While many people are stuck inside self-quarantining, social distancing and finding ways to pass time, Ella Doyle, a 13-year-old from Saint Paul, Minnesota is designing and selling dream homes — dollhouses, that is.
Doyle first started building miniatures in 2018, after falling down a rabbit hole watching tiny kitchen cooking videos. She started designing interiors for "room boxes," which are individual miniature rooms, and eventually worked her way to building her own full dollhouses out of wood, with her grandfather's help.
Doyle shares her creations on her Instagram, @life.in.a.dollhouse, which has garnered more than 19,000 followers.
"I just really wanted to post about it on somewhere else where everybody could see what I was doing," she tells CNBC Make It.
A year after starting her Instagram account, Doyle realized her passion could be a business.
Doyle runs her own Etsy shop where she sells handmade miniature furniture and accessories. For example, a dollhouse plant costs $4.50, whereas a custom three-inch kitchen range can cost $80.
She also started making commissioned homes and rooms that sell for hundreds of dollars. Her biggest sale to date was a custom dollhouse interior (kitchens, decor, wallpaper and accessories) that went for $700. Since starting her business last August, she's made more than $8,000, she tells CNBC Make It.
All the money Doyle makes goes into her business account, which she uses to buy more supplies and manage her business. Depending upon the project, she spends about $40 to $200 on materials from the craft store, then factors in how much time it takes her to complete the project. It can take an average of six weeks for her to finish a dollhouse.
"It's very good to know how to invest your money," Doyle says. For example, she recently splurged on a new 3D printer, a Flash Forge Creator, which has been "very helpful." She can use a 3D printer to make intricate details, such as a kitchen range, knobs, cabinet handles and indoor plants.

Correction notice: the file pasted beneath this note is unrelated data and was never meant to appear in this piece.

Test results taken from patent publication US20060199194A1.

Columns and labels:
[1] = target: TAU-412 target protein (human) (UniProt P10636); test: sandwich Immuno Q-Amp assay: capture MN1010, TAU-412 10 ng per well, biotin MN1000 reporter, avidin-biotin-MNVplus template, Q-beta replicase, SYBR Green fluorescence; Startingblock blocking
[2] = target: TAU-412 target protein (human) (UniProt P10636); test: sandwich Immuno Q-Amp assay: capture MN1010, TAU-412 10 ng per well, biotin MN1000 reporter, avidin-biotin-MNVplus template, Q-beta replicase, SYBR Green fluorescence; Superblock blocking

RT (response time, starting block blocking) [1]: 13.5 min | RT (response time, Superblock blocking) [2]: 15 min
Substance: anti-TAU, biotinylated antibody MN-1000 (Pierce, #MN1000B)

It also helps that Doyle's parents are custom home-builders who fostered her entrepreneurial spirit and are willing to lend a hand on the business side.
"It's intimidating at first having to deal with all the business aspects," she says. "But I would definitely ask for help, and don't be afraid to get help if you need it."
Balancing a business while also going to school full-time can be a struggle, Doyle says. The eighth grader is in school from 8:30 a.m. to 4 p.m., and then works on dollhouses in her home office for the rest of the night. Her teachers are supportive of her side hustle, and she says she sees a future career in interior decorating.
"It's one of my favorite things to do," she says. "I'll definitely be doing it for as far out as I can see."
Doyle's work has been featured by House Beautiful magazine, and even caught the attention of Joanna Gaines after Doyle created a miniature version of the design star's Magnolia Bakery (which can be seen in the main photo, above).
Recently, with school closed for the pandemic, Doyle has been keeping busy "constantly 3D-printing chairs for my dollhouse and working on a custom kitchen," she says. While she doesn't have the capability to 3D print medical masks or other supplies, she plans to donate a portion of her sales to a charity that is helping with the COVID-19 crisis.
"She is very thankful that she has this creative escape during this extremely difficult time in our world," Katie Doyle, Ella's mom, tells CNBC Make It. "Her silver lining during the COVID-19 crisis is that she gets to slow down and spend more time working on the miniature projects that she loves so much."
Doyle's next big project is a dollhouse flip: "I found a vintage [miniature] barn, and I'm going to be renovating it into a wedding barn," she says. "It's my first renovation, because I built all my other ones from scratch, so it's definitely going to be a little bit of a challenge."